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PED-EM-L  January 2014

PED-EM-L January 2014

Subject:

Re: PED-EM-L Digest - 9 Jan 2014 to 10 Jan 2014 (#2014-5)

From:

"Gutierrez, Camilo" <[log in to unmask]>

Reply-To:

Gutierrez, Camilo

Date:

Sun, 12 Jan 2014 21:56:46 +0000

Content-Type:

text/plain

Parts/Attachments:

Parts/Attachments

text/plain (349 lines)

Hi Julie - 

I spoke with 2 of the Pediatric Neurologists at my institution and here are their responses: 

- I do not think this was absence status. Yes, there is an immediate on off phenomenon, but respiratory depression is not a part of this.  Complex partial status is more likely to cause breathing problems, but they are tired after.
I would have gotten a MRI to look at her brainstem.  Vomiting, breathing changes are all in brainstem.  There may be a psychological component, but this is after an investigation is complete.  An EEG is also reasonable.

- I think this is most likely post-traumatic confusional migraine.  An EEG should have been done; there's high probability that it would have shown posterior slowing that likely would have improved/cleared as the patient herself cleared clinically.

Hope this helps. Curious to see how things turned out.

Best;

Camilo


Camilo E. Gutiérrez M.D.
Division of Pediatric Emergency Medicine – Boston Medical Center
Assistant Professor of Pediatrics – Boston University School of Medicine
88 E. Newton St, Vose 5
Boston, MA 02118
O: 617.414.3605 / 5514
F: 617.414.4393

________________________________________
From: Pediatric Emergency Medicine Discussion List [[log in to unmask]] on behalf of Brown, Julie C. [[log in to unmask]]
Sent: Saturday, January 11, 2014 7:25 PM
To: [log in to unmask]
Subject: Re: PED-EM-L Digest - 9 Jan 2014 to 10 Jan 2014 (#2014-5)

Do you think you can see these respiratory changes with confusional migraine?  Others have suggested this dx as well.

Sent from my phone, please forgive brevity and typos.

> On Jan 11, 2014, at 5:15 AM, "Troy" <[log in to unmask]> wrote:
>
> Julie, if I saw this patient, given the course and outcome you describe, I'd call it an acute confusional migraine. It would be interesting to know if she had a history of headaches previous to this trauma; head trauma is a frequent trigger for migraines, and the time course, weird symptoms and resolution without treatment fit with migraine. You could call these symptoms concussive, but I haven't seen kids reporting the sensory changes you describe with concussion in most cases.
>
> Interesting patient for sure!
>
> Troy W.S. Turner
> Associate Professor, Pediatrics and Emergency Medicine
> University of Alberta
>
>
>
>> On Jan 10, 2014, at 22:00, "PED-EM-L automatic digest system" <[log in to unmask]> wrote:
>>
>> There are 4 messages totaling 368 lines in this issue.
>>
>> Topics of the day:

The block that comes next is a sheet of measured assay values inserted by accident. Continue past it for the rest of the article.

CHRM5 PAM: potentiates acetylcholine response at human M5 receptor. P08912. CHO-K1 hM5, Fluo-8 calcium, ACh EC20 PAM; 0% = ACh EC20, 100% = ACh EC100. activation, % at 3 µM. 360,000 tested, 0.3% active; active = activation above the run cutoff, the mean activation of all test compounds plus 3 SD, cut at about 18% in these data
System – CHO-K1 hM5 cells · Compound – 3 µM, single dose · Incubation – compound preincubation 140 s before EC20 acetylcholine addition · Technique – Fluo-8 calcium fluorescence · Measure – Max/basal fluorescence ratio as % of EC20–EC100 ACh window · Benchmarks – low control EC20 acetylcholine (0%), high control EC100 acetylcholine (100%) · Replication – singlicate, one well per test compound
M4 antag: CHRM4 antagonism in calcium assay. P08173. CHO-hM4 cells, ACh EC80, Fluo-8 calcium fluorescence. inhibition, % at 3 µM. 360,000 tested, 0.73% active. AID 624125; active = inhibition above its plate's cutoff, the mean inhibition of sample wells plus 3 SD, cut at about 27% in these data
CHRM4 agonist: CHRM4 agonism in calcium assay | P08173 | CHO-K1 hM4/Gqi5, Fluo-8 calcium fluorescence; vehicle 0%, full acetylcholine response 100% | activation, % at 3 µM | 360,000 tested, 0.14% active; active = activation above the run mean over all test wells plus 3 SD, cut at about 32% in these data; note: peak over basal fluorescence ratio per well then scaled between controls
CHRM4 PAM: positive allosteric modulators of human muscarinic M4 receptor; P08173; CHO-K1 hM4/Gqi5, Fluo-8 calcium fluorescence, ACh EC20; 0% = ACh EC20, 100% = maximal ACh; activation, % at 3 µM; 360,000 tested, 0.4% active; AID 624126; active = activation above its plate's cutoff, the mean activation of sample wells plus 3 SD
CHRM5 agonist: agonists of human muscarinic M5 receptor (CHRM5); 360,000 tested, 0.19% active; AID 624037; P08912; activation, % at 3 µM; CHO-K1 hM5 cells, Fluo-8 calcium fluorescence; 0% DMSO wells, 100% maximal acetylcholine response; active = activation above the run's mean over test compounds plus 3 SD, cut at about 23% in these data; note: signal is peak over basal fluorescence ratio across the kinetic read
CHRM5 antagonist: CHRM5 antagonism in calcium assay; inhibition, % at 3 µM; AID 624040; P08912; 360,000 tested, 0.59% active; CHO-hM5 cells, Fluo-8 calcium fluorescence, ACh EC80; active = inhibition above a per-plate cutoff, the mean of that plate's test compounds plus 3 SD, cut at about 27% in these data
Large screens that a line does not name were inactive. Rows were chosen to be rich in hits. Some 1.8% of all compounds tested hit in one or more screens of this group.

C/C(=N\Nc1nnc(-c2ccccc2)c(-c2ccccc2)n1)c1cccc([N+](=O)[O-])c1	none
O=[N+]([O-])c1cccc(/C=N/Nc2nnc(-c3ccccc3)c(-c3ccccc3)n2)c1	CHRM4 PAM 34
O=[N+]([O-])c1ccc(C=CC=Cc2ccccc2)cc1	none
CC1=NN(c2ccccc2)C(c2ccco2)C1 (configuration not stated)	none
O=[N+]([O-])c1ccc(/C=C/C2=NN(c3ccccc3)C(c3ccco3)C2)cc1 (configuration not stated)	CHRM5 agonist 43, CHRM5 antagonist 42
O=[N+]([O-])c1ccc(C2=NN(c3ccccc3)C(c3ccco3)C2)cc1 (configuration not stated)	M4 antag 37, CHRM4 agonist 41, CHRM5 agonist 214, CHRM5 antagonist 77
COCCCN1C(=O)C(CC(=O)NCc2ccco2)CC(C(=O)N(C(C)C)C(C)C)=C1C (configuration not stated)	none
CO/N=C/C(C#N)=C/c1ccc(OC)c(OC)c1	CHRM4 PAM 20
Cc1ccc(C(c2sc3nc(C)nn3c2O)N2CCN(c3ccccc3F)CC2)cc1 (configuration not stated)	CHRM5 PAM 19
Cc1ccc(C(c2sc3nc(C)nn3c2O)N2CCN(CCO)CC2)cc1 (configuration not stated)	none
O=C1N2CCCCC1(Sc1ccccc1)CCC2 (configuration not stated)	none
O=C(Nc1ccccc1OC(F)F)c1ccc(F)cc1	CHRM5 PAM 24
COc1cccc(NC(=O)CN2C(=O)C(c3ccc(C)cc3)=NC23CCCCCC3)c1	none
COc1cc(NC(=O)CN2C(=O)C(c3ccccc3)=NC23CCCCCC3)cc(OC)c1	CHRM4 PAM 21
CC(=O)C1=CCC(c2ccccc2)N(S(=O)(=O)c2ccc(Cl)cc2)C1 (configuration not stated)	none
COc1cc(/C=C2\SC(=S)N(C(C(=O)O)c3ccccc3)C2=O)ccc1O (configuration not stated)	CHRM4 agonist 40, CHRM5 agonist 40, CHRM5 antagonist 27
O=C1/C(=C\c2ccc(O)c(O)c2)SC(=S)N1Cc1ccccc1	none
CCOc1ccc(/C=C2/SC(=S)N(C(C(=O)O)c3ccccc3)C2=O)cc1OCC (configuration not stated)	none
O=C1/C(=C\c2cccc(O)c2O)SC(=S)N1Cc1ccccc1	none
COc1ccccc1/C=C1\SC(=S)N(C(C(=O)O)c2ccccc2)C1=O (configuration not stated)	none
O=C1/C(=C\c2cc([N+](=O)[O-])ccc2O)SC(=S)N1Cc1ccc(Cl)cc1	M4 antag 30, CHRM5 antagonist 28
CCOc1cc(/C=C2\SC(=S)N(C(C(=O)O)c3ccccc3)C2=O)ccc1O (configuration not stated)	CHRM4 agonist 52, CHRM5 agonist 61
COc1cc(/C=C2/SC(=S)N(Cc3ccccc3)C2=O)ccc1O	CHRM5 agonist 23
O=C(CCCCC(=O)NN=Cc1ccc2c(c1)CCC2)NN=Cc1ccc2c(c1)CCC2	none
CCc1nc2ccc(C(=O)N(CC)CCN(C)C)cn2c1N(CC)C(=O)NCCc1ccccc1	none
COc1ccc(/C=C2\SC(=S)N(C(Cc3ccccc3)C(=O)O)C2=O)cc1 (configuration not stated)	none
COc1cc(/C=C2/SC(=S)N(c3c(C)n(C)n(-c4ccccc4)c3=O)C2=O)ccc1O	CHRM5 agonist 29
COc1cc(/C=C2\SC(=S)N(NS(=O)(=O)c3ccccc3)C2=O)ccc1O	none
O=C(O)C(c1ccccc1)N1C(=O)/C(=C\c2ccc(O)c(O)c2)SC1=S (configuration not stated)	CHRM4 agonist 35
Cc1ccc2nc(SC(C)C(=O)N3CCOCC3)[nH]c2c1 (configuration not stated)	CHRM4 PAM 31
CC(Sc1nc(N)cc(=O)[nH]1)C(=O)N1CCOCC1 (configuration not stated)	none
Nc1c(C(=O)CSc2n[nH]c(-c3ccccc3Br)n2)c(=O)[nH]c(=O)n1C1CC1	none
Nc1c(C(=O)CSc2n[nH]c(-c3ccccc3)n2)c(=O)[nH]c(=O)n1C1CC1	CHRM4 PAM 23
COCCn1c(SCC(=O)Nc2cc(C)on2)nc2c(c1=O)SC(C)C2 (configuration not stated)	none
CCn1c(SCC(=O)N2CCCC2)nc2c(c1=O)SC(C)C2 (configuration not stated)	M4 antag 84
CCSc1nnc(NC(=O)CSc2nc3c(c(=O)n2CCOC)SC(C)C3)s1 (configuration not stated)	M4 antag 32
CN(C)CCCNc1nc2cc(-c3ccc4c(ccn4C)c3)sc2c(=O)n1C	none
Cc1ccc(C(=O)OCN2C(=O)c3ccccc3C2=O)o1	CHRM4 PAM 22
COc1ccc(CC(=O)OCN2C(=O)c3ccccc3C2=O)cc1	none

>>
>> 1. Minor head trauma and absence status? (2)
>> 2. Pelvic Ultrasound
>> 3. Pediatric EM Position - University of Maryland Baltimore
>>
>> For more information, send mail to [log in to unmask] with the message: info PED-EM-L
>> The URL for the PED-EM-L Web Page is:
>>                http://listserv.brown.edu/ped-em-l.html
>>
>> ----------------------------------------------------------------------
>>
>> Date:    Fri, 10 Jan 2014 00:09:28 +0000
>> From:    "Brown, Julie C." <[log in to unmask]>
>> Subject: Minor head trauma and absence status?
>>
>> I had a patient recently who had minor head trauma that I suspect may have been in absence status.  I wasn't able to find any similar reports in the literature.  I'm curious if anyone has seen this before.
>>
>> Here is the case:
>> A young teen was running around in a skateboard park, playing tag (in sneakers, not riding a skateboard).  She fell back onto her occiput, possibly on a ramp, so with a little more force than with a typical fall from standing on a level surface.  She didn't pass out.  She didn't vomit.  Eventually, she was able to describe the event and what happened afterwards, including seeing the school nurse and getting picked up by her parents.
>>
>> On return home, she complained of occipital headache 4/10, nausea, dizziness and blurry vision and some varying decreased sensation in her right then her left hand.  For these reasons, she was brought to the ED 40 mins after the event.  On evaluation, she was wretching and ultimately started vomiting.  Most of her exam was normal.  Her neuro exam was described as follows: Alert, moves all extremities, CN II-XII intact, Patient unable to consistently follow directions. When attempting to do finger-to-nose testing, patient grabs onto my finger instead of touching her nose. Also when testing for pronator drift she touches her wrist and palms together and does not hold her arms out straight. When asked if her sensation is intact bilaterally, she responds "I'm fine.".
>>